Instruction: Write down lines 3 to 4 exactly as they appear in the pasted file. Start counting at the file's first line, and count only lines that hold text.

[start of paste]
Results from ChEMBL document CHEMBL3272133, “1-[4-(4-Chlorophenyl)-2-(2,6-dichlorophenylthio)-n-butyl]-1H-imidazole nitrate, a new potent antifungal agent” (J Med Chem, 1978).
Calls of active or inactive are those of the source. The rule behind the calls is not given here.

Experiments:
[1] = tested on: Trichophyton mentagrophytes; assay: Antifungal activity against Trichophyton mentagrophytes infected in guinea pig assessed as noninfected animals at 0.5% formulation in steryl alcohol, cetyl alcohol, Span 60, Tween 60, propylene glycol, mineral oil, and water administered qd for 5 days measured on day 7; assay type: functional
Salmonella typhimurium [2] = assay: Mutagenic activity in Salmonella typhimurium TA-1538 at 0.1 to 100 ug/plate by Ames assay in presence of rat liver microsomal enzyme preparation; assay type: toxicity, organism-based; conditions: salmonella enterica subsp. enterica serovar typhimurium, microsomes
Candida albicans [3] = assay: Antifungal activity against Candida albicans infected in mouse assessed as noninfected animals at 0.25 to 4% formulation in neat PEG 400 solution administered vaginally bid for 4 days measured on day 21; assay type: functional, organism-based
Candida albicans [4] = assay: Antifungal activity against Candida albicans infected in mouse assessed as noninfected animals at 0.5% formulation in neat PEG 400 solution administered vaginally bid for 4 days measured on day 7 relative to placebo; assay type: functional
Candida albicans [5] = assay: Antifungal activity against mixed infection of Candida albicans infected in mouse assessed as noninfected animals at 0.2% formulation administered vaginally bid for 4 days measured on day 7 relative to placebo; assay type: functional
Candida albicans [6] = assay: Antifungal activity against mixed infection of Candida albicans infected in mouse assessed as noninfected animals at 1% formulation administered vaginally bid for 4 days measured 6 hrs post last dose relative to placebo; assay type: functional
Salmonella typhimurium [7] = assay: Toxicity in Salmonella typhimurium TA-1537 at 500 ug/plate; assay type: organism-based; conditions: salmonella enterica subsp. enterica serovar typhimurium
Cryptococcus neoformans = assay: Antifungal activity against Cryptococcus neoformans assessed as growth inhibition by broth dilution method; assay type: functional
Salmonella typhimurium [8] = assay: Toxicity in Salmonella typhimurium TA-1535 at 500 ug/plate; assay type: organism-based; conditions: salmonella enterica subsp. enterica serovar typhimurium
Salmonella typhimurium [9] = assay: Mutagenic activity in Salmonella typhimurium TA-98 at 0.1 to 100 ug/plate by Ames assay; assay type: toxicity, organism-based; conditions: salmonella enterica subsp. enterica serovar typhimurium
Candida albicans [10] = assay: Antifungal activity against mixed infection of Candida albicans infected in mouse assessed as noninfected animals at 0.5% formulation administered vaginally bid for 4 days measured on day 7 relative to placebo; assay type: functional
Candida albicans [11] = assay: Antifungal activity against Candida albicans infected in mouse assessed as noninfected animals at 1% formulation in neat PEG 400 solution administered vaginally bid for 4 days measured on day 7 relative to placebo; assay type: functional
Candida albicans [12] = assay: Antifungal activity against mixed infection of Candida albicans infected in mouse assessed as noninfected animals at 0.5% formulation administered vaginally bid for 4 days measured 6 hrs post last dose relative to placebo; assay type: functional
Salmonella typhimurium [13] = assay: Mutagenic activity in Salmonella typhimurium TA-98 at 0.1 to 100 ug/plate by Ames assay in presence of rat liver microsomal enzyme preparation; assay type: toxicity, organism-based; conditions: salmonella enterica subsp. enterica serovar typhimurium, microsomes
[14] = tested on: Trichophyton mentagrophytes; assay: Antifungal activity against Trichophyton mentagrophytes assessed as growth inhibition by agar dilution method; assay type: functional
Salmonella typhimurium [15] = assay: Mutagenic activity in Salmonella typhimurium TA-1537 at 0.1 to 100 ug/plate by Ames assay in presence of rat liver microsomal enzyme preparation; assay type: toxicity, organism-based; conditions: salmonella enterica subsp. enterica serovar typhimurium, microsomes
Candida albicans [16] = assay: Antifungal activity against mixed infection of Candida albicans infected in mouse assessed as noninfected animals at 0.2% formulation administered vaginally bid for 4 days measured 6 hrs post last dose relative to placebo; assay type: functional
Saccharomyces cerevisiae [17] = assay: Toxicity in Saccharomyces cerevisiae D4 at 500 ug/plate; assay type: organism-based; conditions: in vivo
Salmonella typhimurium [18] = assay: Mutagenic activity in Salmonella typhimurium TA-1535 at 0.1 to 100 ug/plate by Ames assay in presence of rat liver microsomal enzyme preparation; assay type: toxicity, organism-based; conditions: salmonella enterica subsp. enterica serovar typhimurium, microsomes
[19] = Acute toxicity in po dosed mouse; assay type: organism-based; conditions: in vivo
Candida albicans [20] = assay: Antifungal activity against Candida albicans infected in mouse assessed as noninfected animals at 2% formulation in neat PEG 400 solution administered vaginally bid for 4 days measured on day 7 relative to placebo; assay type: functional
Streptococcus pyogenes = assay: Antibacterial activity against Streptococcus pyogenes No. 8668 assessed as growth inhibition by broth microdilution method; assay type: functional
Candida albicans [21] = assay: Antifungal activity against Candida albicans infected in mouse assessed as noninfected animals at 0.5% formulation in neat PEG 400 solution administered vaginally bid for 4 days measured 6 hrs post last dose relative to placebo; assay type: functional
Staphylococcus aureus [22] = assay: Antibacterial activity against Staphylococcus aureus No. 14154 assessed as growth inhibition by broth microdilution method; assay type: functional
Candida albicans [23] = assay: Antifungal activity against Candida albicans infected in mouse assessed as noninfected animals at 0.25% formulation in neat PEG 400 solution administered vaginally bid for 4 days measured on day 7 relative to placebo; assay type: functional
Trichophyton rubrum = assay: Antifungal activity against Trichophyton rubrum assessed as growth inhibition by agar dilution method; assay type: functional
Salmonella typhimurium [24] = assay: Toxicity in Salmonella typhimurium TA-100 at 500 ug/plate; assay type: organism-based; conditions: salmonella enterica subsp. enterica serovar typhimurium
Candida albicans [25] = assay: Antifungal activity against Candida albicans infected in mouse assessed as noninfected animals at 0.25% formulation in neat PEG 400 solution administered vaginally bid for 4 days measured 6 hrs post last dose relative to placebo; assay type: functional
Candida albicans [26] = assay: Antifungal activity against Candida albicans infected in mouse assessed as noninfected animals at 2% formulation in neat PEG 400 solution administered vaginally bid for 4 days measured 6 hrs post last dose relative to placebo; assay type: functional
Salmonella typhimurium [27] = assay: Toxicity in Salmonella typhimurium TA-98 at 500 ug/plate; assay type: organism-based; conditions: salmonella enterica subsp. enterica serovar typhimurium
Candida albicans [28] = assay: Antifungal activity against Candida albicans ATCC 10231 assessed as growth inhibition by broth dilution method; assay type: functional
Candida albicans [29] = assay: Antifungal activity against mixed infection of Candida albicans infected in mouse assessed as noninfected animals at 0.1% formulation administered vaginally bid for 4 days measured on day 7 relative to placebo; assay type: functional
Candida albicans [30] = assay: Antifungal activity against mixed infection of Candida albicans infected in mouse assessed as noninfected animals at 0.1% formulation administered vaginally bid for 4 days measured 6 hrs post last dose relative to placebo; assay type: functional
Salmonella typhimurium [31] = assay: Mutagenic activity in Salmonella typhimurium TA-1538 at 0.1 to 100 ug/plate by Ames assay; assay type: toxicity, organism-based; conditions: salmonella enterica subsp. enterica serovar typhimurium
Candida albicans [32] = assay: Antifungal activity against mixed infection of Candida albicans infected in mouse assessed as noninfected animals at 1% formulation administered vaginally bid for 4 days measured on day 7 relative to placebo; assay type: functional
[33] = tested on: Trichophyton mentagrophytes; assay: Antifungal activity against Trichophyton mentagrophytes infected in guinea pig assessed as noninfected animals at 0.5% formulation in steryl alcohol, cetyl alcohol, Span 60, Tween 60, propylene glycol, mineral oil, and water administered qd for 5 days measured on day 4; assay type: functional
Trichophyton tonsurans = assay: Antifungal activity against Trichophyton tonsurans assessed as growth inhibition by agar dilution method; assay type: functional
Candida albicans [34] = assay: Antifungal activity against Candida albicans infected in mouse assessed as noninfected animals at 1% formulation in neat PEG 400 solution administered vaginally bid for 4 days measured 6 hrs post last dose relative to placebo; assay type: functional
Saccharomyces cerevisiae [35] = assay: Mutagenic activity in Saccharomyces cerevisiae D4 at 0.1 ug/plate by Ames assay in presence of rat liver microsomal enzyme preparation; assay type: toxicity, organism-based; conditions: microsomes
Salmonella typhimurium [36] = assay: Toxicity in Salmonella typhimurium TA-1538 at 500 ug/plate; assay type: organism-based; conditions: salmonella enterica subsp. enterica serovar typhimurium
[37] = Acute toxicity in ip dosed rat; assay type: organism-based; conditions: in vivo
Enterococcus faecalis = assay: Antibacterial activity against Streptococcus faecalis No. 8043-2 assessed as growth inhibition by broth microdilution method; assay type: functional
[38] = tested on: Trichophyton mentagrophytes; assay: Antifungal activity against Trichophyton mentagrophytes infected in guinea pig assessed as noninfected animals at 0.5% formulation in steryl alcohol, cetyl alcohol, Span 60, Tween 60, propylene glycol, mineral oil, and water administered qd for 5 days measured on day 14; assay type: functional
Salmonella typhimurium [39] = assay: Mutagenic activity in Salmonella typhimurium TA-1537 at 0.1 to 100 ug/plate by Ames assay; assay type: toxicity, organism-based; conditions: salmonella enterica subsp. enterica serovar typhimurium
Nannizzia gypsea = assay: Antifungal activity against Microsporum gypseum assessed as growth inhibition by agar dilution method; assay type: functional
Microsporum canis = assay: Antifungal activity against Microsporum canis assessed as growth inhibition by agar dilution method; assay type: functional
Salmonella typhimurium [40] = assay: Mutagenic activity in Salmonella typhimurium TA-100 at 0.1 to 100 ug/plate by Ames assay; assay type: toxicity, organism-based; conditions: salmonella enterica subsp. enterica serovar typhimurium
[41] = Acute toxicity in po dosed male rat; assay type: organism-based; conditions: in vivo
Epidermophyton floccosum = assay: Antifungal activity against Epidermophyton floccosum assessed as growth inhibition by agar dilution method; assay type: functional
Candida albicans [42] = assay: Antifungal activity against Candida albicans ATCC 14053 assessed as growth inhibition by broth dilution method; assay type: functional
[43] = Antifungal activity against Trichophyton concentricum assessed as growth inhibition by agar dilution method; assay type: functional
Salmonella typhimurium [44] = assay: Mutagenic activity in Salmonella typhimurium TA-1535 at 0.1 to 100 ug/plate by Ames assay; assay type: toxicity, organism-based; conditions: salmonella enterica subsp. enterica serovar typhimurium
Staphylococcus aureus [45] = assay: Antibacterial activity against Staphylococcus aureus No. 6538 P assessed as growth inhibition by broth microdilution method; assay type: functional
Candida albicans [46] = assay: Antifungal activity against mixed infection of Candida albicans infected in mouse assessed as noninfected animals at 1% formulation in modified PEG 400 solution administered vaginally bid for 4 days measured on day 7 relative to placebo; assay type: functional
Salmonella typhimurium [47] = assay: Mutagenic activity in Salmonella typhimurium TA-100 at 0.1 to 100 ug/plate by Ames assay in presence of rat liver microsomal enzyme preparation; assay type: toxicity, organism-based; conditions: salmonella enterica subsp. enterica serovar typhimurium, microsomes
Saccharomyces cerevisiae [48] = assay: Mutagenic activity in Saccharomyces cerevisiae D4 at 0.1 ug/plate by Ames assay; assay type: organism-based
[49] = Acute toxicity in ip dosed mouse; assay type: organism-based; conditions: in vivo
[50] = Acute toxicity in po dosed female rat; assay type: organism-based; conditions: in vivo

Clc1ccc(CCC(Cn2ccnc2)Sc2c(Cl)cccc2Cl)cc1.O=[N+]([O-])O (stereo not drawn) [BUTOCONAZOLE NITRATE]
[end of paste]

Experiments:
[1] = tested on: Trichophyton mentagrophytes; assay: Antifungal activity against Trichophyton mentagrophytes infected in guinea pig assessed as noninfected animals at 0.5% formulation in steryl alcohol, cetyl alcohol, Span 60, Tween 60, propylene glycol, mineral oil, and water administered qd for 5 days measured on day 7; assay type: functional